- Pippa Hackett, Minister for Land Use and Biodiversity of Ireland, raised the challenge to protect peat soils in Ireland. She also acknowledged the economic value of peatlands through carbon farming and other innovations to reward farmers for their ecosystem benefits. She shared that peatlands and organic soils offer unique opportunities to help achieve the ambitious reduction targets which are required to avoid the disastrous consequences of global warming.
- Svenja Schulze, Minister of the Environment, Nature Conservation and Nuclear Safety of Germany, showed that peatland protection is effective and inexpensive, with the priority being the practical implementation of peatland restoration. She recognised the importance of knowledge sharing between countries, noting the Global Peatlands Initiative’s role in helping countries to learn from one another and join forces around the matter of urgency to address peatland conservation.
Other speakers included; Franziska Tanneberger (Director of the Greifswald Mire Centre), Douwe Jonkers (on behalf of Carola Schouten, Minister of Agriculture, Nature, and Food Quality from the Netherlands), Kristina Simonaitytė, (Advisor to the Lithuanian Minister of Agriculture), Andrew Millar (Chief Scientific Adviser for Environment, Natural Resources and Agriculture of Scotland), Harm Schoten (Director at Eurosite), Aldert van Weeren (Wetland Product Foundation & Farmer), Shane Regan (National Parks and Wildlife Service of Ireland), Hans Schutten (Programme Head of Climate Smart Land-use from Wetlands International).
Dianna Kopansky, Global Peatlands Coordinator at UNEP, issued a call-to-action: calling on people, governments, farmers, conservationists, businesses, bankers and scientists to gather to increase the ambition and actions for peatlands to meet the climate and nature targets through a European Peatlands Initiative, which can:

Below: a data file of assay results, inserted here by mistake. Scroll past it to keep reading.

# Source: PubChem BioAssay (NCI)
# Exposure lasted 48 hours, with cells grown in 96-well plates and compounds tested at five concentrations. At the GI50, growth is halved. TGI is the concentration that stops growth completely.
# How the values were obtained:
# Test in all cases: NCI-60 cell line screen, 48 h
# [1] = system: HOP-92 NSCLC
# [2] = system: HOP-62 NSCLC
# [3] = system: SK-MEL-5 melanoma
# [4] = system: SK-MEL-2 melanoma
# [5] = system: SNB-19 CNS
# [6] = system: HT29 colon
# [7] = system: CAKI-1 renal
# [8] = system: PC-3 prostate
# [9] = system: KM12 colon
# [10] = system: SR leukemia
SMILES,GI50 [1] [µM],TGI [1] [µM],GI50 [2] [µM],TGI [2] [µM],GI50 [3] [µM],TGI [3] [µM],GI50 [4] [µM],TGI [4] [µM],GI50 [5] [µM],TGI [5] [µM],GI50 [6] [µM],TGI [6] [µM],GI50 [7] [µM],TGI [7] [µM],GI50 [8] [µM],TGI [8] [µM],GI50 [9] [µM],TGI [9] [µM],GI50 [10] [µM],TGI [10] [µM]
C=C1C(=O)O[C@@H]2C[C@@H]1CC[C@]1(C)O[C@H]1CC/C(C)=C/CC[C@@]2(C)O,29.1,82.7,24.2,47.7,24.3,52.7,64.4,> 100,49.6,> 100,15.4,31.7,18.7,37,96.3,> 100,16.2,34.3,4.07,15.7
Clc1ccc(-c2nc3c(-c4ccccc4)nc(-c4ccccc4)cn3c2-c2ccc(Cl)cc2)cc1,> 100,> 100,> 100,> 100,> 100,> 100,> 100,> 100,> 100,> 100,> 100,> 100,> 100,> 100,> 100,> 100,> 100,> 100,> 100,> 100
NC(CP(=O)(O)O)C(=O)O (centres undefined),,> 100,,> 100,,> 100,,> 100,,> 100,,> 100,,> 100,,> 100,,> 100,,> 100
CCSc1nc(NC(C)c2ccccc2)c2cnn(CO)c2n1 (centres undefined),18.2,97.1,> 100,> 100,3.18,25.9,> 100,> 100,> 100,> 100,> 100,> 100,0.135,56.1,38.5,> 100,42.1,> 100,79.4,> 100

- Gather governments of all European peatland countries to work together toward increasing the protection, rewetting, restoration and sustainable management of our peatlands in line with the commitment to implement the UNEA4 Resolution on Peatlands.
- Raise awareness for the importance of peatlands in fighting the interconnected climate crisis and nature emergency.
- Acknowledge the different sectors who are working towards sustainable management of peatlands and join them up.
- Stimulate exchange of knowledge on sustainable livelihoods, wet use of peatlands including recreation, paludiculture, education and help advance the research on alternative sources of growing media.
- Pilot financial incentives to close the financial gap for peatlands
During the event’s closing, Minister of State of Housing, Local Government and Heritage Malcolm Noonan, announced that Ireland will host a workshop in 2022 to further discussions and accelerate collaboration for a European Peatland Initiative. In the lead up to the workshop, Bax & Company will support the National Parks and Wildlife Service of the Department of Housing, Local Government and Heritage and the Department of Agriculture, Food and Marine in Ireland in an exploratory study to understand the potential aims, mission and benefits of a European Peatland Initiative.